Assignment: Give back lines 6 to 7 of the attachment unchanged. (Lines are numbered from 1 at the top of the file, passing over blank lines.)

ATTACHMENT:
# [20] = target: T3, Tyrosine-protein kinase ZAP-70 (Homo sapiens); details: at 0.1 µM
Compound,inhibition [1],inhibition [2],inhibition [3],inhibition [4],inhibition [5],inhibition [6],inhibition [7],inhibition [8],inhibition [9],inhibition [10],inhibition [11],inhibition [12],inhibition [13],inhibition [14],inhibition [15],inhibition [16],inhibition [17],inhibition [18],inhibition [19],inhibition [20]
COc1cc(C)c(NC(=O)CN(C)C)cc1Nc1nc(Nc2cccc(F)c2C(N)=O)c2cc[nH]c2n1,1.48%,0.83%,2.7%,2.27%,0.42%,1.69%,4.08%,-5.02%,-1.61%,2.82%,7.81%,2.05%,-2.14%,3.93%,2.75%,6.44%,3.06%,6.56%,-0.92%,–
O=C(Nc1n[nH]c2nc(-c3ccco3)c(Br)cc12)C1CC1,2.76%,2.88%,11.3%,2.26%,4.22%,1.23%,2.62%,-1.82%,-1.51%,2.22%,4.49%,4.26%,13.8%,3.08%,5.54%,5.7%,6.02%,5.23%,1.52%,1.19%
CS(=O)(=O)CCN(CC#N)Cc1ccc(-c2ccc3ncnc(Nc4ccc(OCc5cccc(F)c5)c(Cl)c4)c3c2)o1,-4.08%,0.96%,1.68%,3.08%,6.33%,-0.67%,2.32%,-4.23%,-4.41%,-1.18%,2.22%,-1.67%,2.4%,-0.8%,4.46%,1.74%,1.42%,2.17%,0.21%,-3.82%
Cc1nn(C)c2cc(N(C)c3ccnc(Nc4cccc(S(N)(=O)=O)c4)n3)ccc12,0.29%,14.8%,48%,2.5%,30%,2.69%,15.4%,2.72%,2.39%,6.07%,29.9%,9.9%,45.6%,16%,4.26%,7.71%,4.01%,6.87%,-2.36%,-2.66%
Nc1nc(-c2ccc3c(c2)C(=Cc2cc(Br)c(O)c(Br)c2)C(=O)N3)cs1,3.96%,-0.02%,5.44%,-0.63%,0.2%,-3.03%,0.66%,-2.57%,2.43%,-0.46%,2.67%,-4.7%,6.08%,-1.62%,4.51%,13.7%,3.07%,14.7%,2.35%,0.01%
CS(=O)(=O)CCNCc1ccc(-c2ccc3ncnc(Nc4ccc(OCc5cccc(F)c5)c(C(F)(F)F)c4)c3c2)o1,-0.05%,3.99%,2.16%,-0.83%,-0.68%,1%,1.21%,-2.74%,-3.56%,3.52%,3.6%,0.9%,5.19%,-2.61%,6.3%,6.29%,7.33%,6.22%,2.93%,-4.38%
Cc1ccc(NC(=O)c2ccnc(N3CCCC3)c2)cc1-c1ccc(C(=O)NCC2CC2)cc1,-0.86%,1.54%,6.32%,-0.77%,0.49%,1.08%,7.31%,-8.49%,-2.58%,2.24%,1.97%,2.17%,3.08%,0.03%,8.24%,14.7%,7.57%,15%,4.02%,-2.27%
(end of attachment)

Cc1nn(C)c2cc(N(C)c3ccnc(Nc4cccc(S(N)(=O)=O)c4)n3)ccc12,0.29%,14.8%,48%,2.5%,30%,2.69%,15.4%,2.72%,2.39%,6.07%,29.9%,9.9%,45.6%,16%,4.26%,7.71%,4.01%,6.87%,-2.36%,-2.66%
Nc1nc(-c2ccc3c(c2)C(=Cc2cc(Br)c(O)c(Br)c2)C(=O)N3)cs1,3.96%,-0.02%,5.44%,-0.63%,0.2%,-3.03%,0.66%,-2.57%,2.43%,-0.46%,2.67%,-4.7%,6.08%,-1.62%,4.51%,13.7%,3.07%,14.7%,2.35%,0.01%